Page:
The funds to hire an outside security company to review the school district’s current practices and provide a list of suggestions is built into the facilities portion of the 2018-19 draft budget, according to Schramm.

Commack Superintendent Donald James presented the district's 2018-19 budget draft. File photo by Greg Catalano

Status quo will reign in Commack, with a few new programs.

Commack Superintendent Donald James unveiled the first part of his proposed budget for the 2018-19 school year during a March 9 board of education meeting, which would maintain all existing instructional programs intact across each school.

The preliminary budget of $193,222,797 is roughly 1.61 percent higher than the current year’s budget, which was adopted at $190,163,464. The first budget workshop focused on general administration support and instructional spending — which, combined, make up a total 57 percent of the entire budget.

Budget highlights:
  • 2018-19 proposed budget 1.61 percent higher than current year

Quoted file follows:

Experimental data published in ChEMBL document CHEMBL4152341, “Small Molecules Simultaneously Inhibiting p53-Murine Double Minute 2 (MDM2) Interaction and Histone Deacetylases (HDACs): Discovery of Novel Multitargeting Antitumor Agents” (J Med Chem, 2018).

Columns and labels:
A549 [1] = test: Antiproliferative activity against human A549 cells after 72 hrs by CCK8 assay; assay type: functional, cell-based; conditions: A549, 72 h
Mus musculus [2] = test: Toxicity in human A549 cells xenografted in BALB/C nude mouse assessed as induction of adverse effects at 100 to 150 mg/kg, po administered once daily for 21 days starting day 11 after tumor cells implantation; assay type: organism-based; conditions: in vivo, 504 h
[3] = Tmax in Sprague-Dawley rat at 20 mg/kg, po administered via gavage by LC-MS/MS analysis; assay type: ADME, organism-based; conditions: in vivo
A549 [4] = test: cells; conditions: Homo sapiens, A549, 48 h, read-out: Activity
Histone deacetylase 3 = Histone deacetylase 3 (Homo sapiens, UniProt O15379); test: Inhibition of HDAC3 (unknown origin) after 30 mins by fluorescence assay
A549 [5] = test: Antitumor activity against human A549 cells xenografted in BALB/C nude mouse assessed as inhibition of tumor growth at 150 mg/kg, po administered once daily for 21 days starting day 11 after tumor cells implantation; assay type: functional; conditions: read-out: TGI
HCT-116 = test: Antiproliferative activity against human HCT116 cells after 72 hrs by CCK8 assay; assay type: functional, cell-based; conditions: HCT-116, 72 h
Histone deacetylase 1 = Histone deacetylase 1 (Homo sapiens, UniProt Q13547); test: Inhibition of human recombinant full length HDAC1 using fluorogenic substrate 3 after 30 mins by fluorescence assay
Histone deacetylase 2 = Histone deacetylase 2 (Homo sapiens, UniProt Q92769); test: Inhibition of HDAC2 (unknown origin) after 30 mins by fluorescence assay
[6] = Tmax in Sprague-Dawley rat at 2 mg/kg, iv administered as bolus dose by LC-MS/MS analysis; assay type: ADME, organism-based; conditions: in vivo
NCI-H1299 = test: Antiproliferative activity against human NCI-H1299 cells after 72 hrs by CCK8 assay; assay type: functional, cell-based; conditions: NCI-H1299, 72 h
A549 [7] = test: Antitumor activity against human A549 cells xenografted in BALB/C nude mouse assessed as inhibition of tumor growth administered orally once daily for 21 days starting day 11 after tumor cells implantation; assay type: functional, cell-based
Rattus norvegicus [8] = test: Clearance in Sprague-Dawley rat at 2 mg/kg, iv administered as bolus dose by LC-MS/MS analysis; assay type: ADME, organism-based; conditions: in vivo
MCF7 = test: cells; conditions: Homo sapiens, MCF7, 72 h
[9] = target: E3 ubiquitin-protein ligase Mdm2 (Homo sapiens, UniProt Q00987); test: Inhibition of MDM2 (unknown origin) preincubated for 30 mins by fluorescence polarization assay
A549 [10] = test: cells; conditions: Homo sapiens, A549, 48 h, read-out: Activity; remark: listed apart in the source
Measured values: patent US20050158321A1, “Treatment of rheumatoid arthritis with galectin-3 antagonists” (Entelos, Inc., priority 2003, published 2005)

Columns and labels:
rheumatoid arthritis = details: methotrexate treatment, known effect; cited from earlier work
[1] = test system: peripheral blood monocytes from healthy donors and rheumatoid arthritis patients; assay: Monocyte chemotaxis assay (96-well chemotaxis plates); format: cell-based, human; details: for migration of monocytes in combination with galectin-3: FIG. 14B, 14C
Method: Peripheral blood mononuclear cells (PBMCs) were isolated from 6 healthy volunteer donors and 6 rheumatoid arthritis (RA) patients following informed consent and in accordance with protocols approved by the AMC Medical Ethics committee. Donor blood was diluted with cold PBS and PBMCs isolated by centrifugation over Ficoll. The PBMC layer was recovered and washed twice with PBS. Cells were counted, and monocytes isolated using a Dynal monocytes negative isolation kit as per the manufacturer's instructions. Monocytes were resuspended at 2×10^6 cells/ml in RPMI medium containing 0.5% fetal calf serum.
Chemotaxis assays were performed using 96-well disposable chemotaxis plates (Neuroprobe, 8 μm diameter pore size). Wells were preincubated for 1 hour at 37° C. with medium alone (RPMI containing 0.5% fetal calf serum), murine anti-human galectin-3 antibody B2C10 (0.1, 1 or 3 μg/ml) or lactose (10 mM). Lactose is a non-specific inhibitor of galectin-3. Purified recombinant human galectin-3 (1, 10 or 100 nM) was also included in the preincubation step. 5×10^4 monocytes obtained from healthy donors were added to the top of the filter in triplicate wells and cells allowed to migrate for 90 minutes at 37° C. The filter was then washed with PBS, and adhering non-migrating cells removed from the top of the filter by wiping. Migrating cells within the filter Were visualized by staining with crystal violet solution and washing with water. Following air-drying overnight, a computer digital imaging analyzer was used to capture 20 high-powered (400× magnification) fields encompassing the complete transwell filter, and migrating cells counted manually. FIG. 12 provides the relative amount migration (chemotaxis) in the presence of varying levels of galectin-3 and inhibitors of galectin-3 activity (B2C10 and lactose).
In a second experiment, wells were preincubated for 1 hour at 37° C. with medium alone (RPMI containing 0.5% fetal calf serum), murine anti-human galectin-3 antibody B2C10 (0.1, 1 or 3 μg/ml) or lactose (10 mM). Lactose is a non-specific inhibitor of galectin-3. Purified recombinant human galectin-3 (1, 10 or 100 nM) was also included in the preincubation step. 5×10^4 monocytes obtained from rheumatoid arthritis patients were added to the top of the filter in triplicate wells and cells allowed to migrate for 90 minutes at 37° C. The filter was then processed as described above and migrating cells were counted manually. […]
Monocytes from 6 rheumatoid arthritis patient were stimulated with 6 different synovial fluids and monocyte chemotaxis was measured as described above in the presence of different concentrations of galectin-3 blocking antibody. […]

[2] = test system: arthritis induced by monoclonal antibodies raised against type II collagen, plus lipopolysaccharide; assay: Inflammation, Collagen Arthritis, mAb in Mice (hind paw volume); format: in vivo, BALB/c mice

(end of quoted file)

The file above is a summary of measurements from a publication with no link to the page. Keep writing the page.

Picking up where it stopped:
• All instructional programs rolled over from current year, with several additions
  • Tax levy increase to be between 2.51 percent and 2.91 percent, though cap won’t need to be pierced
  • Total budget proposed for 2018-19 stands at $193,222,797 currently

The district plans on keeping programs such as Movement in the Arts, an exercise-educational program for students in kindergarten through fifth grade that was introduced last year. New curriculum would include more art and technology class options for sixth-graders, like digital animation and 3D printing; TerraNova learning assessment for students in Kindergarten through fifth grade; and Investigations in the Humanities, principles of engineering, American sign language, horticulture and school and community leadership for high school students.